The Deaf Man, that arch nemesis of the 87th Precinct and in particular thorn in the side of detective Steve Carella, is back again for a Springtime caper, here passing himself as Sanson, one of his many daft and transparent pseudonyms. But this is just one of a multitude of storylines that include a rap concert in the park, the murder of several graffiti artists, pro-choice demonstrators, a hostage negotiation that goes hideously wrong, maltreatment of seniors, rising racial tensions and an unexpected link-up to a previous book from this series originally published in the late 1970s,
I submit this review for Patti Abbott’s Friday’s Forgotten Books meme over at her fab Pattinase blog.
Mischief (87th Precinct series #45)
First Published: 1993
Leading players: Steve Carella, Meyer Meyer, Eileen Burke, Teddy Carella, Bert Kling, Andy Parker, Cotton Hawes, Arthur Brown, Nellie Brand, The Deaf Man
“What’d he say?” asked Byrnes.
“He said he missed us,” said Carella.
In the previous book in the series, Kiss, there had been several references to the way that graffiti was taking over parts of the city (one of the characters even blamed Norman Mailer for enabling and enabling it by calling it a form of art), laying the groundwork for one of the plot strands here, in which various street spray artists are murdered in cold blood. This seemingly random killing spree is matched by the cruel abandonment of several elderly people suffering from dementia who are left at an empty train station with no idea who they are anymore, their families no longer able to cope with their deteriorating health. This difficult topic (‘granny dumping’) is very well handled by McBain and Hawes’ and Meyer’s investigation is full of emotion, looking at the distress of the victims and their families too, while dodging sentimentality.
This was a city on the thin edge of explosion. Everywhere you looked, you saw anger seething just below the surface. The Deaf Man liked that.
The book also has strong links to characters from Calypso (1979), which in the scrambled timeline of the series only took place a few years earlier. A rap band licences one of songs written by King George, the singer at the heart of that novel, and his widow falls in love with the singer from the new band, the plan being to premiere their cover version at a concert in the park. Carella is worried that The Deaf Mans will exploit this when he starts teasing them with pages from a sci-fi novel, but doesn’t know how. We also follow Teddy’s involvement with a pro-choice clinic (we are left in no doubt of the author’s liberal credentials here) and Eileen Burke’s work as a hostage negotiator, all leading to the concert taking place just after April Fool’s Day …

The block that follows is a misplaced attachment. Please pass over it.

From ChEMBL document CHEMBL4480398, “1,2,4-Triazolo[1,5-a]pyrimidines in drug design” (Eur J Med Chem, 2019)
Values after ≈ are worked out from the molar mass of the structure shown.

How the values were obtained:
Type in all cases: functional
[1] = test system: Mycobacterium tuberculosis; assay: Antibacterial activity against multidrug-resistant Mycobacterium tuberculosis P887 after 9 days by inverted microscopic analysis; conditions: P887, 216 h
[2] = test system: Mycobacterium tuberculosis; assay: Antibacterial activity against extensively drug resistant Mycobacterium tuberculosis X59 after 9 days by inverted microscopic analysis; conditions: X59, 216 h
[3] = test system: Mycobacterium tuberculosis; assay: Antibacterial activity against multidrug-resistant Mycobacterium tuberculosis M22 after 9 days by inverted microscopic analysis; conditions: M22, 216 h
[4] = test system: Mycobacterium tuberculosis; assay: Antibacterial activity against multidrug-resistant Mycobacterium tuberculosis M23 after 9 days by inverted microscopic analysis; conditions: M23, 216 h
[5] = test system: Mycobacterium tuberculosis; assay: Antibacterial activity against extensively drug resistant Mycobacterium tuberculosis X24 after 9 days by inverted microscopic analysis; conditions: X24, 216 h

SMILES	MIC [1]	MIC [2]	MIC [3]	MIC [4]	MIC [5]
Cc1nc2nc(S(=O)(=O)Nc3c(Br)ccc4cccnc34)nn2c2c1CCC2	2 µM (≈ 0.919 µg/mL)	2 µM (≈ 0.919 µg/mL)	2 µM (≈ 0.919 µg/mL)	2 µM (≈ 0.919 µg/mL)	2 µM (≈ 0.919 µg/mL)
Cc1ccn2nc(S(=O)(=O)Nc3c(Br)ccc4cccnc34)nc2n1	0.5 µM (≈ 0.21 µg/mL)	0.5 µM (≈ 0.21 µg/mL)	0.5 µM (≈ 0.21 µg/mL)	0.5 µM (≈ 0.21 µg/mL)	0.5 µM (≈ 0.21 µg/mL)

“How long has he been this way?” Delarosa asked.
“Too long,” Margaret said, and sighed again.
There is no getting away from it, this book with its myriad of plots and subplots, is a bit of a mess. They work well individually but often fail to coalesce into anything like a cohesive whole. Instead, what we get is a real smorgasbord of elements, with most of the squad involved in one way or another, snaking off in all directions – Parker and Kling, while investigating the graffiti murders, even end up with new girlfriends! There are several nods to the past in this volume, with the murder plot linking all the way back to the first book in the series. However, one has to acknowledge that by comparison, Mischief is let down by a weak motive, though the reveal of the villain is a nice surprise. The elements from Calypso prove surprisingly substantial, while we also get a long flashback to Steve courtship of Teddy all those books ago (though not for any specific reason I could discern). The end result is bitty and scrappy, with the Deaf Man plot especially getting slightly short-changed here, his eventual comeuppance (not a spoiler this, all the Deaf Man’s plots fail) somewhat unconvincing too. Another middling entry from the series’ later years.
The Deaf Man cases
- The Heckler (1960) – which I previously reviewed here
- Fuzz (1968) – reviewed here
- Let’s Hear it for the Deaf Man! (1973) – reviewed here
- Eight Black Horses (1985) – review
- Mischief (1993)
- Hark! (2004)